Beatle John Lennon witnessed his mother’s death when she was run over by a car.
When John’s father, Fred, walked out on the family, his mother, Julia, realized she was unable to care for young John and gave him up to her sister, Mimi, to be raised—though mother and son remained close. He credited Julia—who taught him to play his first instrument, a banjo—with inspiring his love for music. In 1956, when Lennon was 16, Julia was struck and killed by a car driven by a drunk off-duty policeman. John witnessed the tragedy—an event that profoundly marked him, as evidenced by his 1968 tribute song, “Julia.”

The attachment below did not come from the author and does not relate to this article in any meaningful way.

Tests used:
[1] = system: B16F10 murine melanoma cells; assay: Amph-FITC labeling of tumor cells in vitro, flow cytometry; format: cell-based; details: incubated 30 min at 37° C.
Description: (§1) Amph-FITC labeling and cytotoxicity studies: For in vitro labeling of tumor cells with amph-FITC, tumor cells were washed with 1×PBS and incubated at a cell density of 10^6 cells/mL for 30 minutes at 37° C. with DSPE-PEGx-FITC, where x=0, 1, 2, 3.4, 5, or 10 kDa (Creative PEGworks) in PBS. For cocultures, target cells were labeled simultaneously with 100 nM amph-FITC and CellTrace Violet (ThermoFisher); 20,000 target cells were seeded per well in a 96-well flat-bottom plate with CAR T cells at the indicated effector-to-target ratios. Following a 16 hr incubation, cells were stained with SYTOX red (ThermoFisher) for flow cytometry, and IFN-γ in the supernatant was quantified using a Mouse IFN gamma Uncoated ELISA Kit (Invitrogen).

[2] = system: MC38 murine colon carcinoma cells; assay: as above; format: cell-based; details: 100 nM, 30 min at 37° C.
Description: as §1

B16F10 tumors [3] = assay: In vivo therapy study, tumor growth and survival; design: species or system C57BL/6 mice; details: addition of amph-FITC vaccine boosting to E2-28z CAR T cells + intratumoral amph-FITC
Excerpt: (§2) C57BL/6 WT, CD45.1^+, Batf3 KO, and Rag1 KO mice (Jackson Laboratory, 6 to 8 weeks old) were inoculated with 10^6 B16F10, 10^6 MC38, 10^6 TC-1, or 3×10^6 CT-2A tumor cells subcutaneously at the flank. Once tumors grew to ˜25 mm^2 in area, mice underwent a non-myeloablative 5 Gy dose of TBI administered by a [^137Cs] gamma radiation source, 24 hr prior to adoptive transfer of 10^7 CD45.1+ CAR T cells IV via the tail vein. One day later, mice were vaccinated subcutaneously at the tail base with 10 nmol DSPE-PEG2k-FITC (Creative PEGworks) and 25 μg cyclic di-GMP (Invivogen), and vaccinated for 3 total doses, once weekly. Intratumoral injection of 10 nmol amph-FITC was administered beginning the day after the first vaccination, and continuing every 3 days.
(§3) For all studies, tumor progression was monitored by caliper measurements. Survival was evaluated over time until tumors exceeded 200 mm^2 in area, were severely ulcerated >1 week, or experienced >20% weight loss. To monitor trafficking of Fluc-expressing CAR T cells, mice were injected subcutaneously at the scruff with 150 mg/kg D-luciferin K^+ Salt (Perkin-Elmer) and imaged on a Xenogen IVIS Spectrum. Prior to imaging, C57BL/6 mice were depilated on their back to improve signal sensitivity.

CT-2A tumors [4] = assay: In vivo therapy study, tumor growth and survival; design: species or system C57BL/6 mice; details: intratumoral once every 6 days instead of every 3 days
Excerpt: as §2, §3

Maxfield Parrish taught Rembrandt and other European classical artists how to “paint with light.”
Maxfield Parrish was born in Philadelphia in 1870, two centuries after Rembrandt had died. Parrish is credited with shaping the Golden Age of illustration that blossomed at the turn of the century. In the 1920s, Parrish began to focus on painting and pioneered a style— androgynous nudes in fantastical settings—that is uniquely his own. He died in 1966.